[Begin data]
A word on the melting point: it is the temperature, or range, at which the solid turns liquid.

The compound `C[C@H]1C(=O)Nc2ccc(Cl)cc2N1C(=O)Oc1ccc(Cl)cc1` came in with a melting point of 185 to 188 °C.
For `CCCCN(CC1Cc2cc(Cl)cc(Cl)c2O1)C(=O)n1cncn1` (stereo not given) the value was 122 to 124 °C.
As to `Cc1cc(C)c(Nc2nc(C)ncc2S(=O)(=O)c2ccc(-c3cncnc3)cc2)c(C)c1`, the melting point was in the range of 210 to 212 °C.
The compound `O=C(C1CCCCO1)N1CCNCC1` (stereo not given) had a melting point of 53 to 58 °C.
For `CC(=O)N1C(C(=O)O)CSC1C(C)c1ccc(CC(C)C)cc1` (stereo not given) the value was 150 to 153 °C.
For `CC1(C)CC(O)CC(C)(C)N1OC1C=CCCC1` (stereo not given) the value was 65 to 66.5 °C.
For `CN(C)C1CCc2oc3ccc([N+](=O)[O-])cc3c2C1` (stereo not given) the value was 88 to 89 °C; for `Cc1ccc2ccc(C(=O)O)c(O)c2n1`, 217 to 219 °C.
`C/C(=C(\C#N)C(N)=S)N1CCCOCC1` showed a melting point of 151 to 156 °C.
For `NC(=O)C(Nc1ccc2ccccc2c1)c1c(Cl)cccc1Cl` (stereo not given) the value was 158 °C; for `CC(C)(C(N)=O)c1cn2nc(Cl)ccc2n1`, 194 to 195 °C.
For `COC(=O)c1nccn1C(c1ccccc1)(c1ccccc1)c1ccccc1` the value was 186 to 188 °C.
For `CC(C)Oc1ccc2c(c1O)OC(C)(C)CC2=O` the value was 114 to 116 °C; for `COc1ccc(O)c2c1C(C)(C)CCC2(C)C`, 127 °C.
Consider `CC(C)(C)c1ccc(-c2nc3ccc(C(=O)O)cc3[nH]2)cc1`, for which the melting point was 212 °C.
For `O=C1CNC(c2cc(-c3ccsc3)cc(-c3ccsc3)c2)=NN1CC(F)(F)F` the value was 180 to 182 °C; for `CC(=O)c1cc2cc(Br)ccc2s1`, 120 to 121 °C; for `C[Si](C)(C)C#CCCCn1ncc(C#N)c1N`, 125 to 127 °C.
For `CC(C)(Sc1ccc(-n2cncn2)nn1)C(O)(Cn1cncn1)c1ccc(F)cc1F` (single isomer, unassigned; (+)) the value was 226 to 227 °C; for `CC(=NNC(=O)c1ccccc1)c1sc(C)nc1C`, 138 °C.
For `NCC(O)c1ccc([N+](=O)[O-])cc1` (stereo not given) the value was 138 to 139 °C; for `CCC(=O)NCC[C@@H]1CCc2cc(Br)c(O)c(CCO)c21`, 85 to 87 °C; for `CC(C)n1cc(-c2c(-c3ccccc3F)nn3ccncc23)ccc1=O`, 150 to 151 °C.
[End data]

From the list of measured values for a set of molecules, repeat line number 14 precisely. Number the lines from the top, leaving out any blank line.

For `O=C1CNC(c2cc(-c3ccsc3)cc(-c3ccsc3)c2)=NN1CC(F)(F)F` the value was 180 to 182 °C; for `CC(=O)c1cc2cc(Br)ccc2s1`, 120 to 121 °C; for `C[Si](C)(C)C#CCCCn1ncc(C#N)c1N`, 125 to 127 °C.